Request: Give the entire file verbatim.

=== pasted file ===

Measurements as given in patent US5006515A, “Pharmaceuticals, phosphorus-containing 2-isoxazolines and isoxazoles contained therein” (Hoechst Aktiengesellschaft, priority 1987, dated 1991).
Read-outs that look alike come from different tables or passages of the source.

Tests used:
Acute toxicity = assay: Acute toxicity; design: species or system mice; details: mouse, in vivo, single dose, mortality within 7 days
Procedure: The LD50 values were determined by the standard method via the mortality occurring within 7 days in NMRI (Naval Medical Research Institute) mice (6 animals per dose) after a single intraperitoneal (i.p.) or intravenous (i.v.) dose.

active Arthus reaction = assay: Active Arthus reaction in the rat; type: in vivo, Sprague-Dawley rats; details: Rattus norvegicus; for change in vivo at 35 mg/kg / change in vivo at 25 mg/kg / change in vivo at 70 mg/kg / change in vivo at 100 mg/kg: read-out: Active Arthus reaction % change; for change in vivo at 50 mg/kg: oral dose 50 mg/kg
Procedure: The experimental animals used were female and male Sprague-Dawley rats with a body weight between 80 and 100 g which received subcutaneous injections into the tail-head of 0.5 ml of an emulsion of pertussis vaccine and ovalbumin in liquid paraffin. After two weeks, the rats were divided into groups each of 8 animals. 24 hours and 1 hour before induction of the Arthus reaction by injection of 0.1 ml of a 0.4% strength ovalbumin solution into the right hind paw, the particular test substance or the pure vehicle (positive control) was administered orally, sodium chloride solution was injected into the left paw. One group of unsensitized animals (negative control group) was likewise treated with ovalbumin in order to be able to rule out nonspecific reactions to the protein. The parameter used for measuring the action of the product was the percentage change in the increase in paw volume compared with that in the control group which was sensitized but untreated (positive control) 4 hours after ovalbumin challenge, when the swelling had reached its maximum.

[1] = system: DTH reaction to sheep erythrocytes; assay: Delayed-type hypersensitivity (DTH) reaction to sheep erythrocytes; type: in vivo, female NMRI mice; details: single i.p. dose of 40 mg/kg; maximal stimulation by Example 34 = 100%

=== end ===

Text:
Measurements as given in patent US5006515A, “Pharmaceuticals, phosphorus-containing 2-isoxazolines and isoxazoles contained therein” (Hoechst Aktiengesellschaft, priority 1987, dated 1991).
Read-outs that look alike come from different tables or passages of the source.

Tests used:
Acute toxicity = assay: Acute toxicity; design: species or system mice; details: mouse, in vivo, single dose, mortality within 7 days
Procedure: The LD50 values were determined by the standard method via the mortality occurring within 7 days in NMRI (Naval Medical Research Institute) mice (6 animals per dose) after a single intraperitoneal (i.p.) or intravenous (i.v.) dose.

active Arthus reaction = assay: Active Arthus reaction in the rat; type: in vivo, Sprague-Dawley rats; details: Rattus norvegicus; for change in vivo at 35 mg/kg / change in vivo at 25 mg/kg / change in vivo at 70 mg/kg / change in vivo at 100 mg/kg: read-out: Active Arthus reaction % change; for change in vivo at 50 mg/kg: oral dose 50 mg/kg
Procedure: The experimental animals used were female and male Sprague-Dawley rats with a body weight between 80 and 100 g which received subcutaneous injections into the tail-head of 0.5 ml of an emulsion of pertussis vaccine and ovalbumin in liquid paraffin. After two weeks, the rats were divided into groups each of 8 animals. 24 hours and 1 hour before induction of the Arthus reaction by injection of 0.1 ml of a 0.4% strength ovalbumin solution into the right hind paw, the particular test substance or the pure vehicle (positive control) was administered orally, sodium chloride solution was injected into the left paw. One group of unsensitized animals (negative control group) was likewise treated with ovalbumin in order to be able to rule out nonspecific reactions to the protein. The parameter used for measuring the action of the product was the percentage change in the increase in paw volume compared with that in the control group which was sensitized but untreated (positive control) 4 hours after ovalbumin challenge, when the swelling had reached its maximum.

[1] = system: DTH reaction to sheep erythrocytes; assay: Delayed-type hypersensitivity (DTH) reaction to sheep erythrocytes; type: in vivo, female NMRI mice; details: single i.p. dose of 40 mg/kg; maximal stimulation by Example 34 = 100%